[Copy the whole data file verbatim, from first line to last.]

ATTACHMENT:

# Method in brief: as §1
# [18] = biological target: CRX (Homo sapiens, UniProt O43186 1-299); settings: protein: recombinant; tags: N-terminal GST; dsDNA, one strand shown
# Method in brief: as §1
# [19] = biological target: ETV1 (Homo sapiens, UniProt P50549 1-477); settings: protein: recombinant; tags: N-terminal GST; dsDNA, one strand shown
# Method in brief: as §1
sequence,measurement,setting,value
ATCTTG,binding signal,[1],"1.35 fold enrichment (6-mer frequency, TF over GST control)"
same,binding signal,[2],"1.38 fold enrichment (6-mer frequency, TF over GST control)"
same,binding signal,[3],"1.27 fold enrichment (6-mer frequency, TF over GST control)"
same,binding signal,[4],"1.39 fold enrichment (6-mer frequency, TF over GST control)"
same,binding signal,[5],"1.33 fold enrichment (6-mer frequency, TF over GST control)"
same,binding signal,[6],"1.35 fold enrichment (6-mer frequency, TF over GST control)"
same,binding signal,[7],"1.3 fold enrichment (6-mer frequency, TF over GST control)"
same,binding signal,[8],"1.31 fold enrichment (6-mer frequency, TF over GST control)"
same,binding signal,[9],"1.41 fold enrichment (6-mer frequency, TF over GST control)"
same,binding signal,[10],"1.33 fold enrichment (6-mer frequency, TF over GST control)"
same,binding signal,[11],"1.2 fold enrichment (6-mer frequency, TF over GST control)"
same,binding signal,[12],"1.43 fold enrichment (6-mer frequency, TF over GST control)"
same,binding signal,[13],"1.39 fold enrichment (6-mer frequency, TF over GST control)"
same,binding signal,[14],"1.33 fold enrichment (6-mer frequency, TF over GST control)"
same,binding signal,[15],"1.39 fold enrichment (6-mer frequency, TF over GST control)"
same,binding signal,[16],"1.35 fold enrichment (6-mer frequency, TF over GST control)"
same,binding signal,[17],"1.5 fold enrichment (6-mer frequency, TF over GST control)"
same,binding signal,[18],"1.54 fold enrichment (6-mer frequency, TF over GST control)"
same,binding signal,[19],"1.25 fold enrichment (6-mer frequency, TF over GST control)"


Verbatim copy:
# Method in brief: as §1
# [18] = biological target: CRX (Homo sapiens, UniProt O43186 1-299); settings: protein: recombinant; tags: N-terminal GST; dsDNA, one strand shown
# Method in brief: as §1
# [19] = biological target: ETV1 (Homo sapiens, UniProt P50549 1-477); settings: protein: recombinant; tags: N-terminal GST; dsDNA, one strand shown
# Method in brief: as §1
sequence,measurement,setting,value
ATCTTG,binding signal,[1],"1.35 fold enrichment (6-mer frequency, TF over GST control)"
same,binding signal,[2],"1.38 fold enrichment (6-mer frequency, TF over GST control)"
same,binding signal,[3],"1.27 fold enrichment (6-mer frequency, TF over GST control)"
same,binding signal,[4],"1.39 fold enrichment (6-mer frequency, TF over GST control)"
same,binding signal,[5],"1.33 fold enrichment (6-mer frequency, TF over GST control)"
same,binding signal,[6],"1.35 fold enrichment (6-mer frequency, TF over GST control)"
same,binding signal,[7],"1.3 fold enrichment (6-mer frequency, TF over GST control)"
same,binding signal,[8],"1.31 fold enrichment (6-mer frequency, TF over GST control)"
same,binding signal,[9],"1.41 fold enrichment (6-mer frequency, TF over GST control)"
same,binding signal,[10],"1.33 fold enrichment (6-mer frequency, TF over GST control)"
same,binding signal,[11],"1.2 fold enrichment (6-mer frequency, TF over GST control)"
same,binding signal,[12],"1.43 fold enrichment (6-mer frequency, TF over GST control)"
same,binding signal,[13],"1.39 fold enrichment (6-mer frequency, TF over GST control)"
same,binding signal,[14],"1.33 fold enrichment (6-mer frequency, TF over GST control)"
same,binding signal,[15],"1.39 fold enrichment (6-mer frequency, TF over GST control)"
same,binding signal,[16],"1.35 fold enrichment (6-mer frequency, TF over GST control)"
same,binding signal,[17],"1.5 fold enrichment (6-mer frequency, TF over GST control)"
same,binding signal,[18],"1.54 fold enrichment (6-mer frequency, TF over GST control)"
same,binding signal,[19],"1.25 fold enrichment (6-mer frequency, TF over GST control)"